Could you add value to your business by considering a more positive "first loss" trigger and action?
Use a FIRST LOSS as a trigger to REFOCUS.
Our primary aim as traders is ALWAYS to ensure we survive to trade another day. To achieve that, we can't let a single loss propel us into a spiral of angry revenge-trading. Manage your mindset! Make the next trade one you'll be proud of, regardless of whether it wins or loses.
Wishing you good trading, with a clear and focused mind,
PS. Kind of related to the above… I'm reminded of the following two YTC social media posts. Check them out…
- 12/01/2016 – Dumb Trades Happen – What Matters Is How You React To Them
- 11/02/2015 – Dumb Trades – Follow Them With Good Ones
You might also like to use "dumb trades" as a trigger to refocus, aiming to follow them up with another A+ performance. Give it a try.
Lance, what made you decide to focus on NQ? How do you know when to move on from a symbol and focus your efforts elsewhere? I imagine it might have something to do with CL or TF not properly showing you the stalls at turn areas as you’d like to see on your range charts.
No good reason mostly. Just restless and needing change. I had never seriously traded NQ till recently but it’s fast become my favourite emini contract. I just love the pace and smoothness of price movement.
But CL, TF, YM, NQ are all fine. There is no “best” market, just what suits you and your style of trading. This is the reason ES is off the list. Many traders love it. It just doesn’t suit me (too slow, thick and lethargic in its price movement).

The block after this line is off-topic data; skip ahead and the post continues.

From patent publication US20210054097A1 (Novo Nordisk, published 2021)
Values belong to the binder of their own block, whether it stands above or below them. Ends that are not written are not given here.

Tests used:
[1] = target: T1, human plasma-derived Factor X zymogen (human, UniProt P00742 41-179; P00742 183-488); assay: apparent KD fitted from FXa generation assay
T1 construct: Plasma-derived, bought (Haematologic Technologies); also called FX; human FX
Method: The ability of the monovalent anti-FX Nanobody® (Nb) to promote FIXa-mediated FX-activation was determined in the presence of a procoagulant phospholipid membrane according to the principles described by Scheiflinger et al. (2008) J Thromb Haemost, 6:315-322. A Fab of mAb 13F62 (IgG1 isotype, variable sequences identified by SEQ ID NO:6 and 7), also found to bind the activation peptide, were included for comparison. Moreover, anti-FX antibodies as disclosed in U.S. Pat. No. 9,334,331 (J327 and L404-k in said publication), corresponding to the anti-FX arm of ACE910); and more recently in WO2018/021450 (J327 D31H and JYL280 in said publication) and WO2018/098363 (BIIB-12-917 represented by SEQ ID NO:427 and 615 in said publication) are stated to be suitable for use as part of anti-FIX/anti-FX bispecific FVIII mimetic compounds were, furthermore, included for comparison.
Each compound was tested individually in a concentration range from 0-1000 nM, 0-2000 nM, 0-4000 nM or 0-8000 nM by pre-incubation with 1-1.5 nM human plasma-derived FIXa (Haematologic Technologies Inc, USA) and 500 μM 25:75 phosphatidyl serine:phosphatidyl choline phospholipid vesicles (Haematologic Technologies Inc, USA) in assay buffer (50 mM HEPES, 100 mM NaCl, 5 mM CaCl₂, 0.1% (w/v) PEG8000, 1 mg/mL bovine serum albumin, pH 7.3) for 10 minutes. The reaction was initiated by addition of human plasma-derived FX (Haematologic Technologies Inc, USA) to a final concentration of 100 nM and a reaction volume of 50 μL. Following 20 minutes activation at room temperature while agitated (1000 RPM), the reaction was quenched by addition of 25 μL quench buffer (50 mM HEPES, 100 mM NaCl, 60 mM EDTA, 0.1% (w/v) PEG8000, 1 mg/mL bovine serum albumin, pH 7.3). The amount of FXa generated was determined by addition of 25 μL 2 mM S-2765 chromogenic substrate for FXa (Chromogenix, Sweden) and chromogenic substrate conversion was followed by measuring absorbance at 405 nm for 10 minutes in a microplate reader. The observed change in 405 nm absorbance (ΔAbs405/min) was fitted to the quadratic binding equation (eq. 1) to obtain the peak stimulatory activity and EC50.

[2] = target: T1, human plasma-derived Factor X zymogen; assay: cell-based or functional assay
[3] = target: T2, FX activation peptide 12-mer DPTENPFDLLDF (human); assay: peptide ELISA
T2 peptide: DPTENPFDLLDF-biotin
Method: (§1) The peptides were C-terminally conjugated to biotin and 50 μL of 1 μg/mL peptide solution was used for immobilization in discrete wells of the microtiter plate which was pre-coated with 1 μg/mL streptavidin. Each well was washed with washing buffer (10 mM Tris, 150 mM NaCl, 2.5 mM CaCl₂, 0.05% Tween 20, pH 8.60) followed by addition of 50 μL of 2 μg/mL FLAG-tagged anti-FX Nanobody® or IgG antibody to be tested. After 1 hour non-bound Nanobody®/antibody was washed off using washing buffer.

The “stall at the turn” on range charts is not an essential feature of a pullback. Adjust to suit the nature of each instrument. Some provide this at times. At other times the pullbacks will be more the v-turn variety. Read the market and adjust to suit the context.
Nice post again !
I was wondering how do you choose a trading instrument, As you said it is very important for a scrip to move nicely to be able to trade .
I wanted to ask you about the trading instrument you choose :
1. Is there any minimum ticks per min that you wish to have in a scrip to trade ?
2. How did you come up with 2 range bar as a smaller TF for NQ , why not 4 or 6 . What did you see in 2 range bar
3. which trading platform do you use ?
Do you have a fixed answer to Question 1 and 2 , or its just a ‘feel good’ factor about a trading instrument
1. It’s just a matter of trial and error. Spend a few days on all instruments that are of interest to you, in order to get a feel for the pace, directionality, volatility, liquidity, thickness etc. All markets have their own personality. It’s a matter of finding the best fit for you and your style of trading.
2. (a) It needs to show the detail “inside” the TTF candle. 4 or 6 range would not always do that. (b) It needs to be the right pace – not too fast that I can’t keep up and not too slow that I get no feel for sentiment. Again, trial and error.
3. See my resources page for all the tools I use – https://yourtradingcoach.com/resources/
These are very important points and as you say we need to focus on the process to be successful
Therefore, loss is a part of this process and of course it must be controlled and managed
Thank you very much Mr. Lance
You’re welcome Ari. Best of luck with your trading.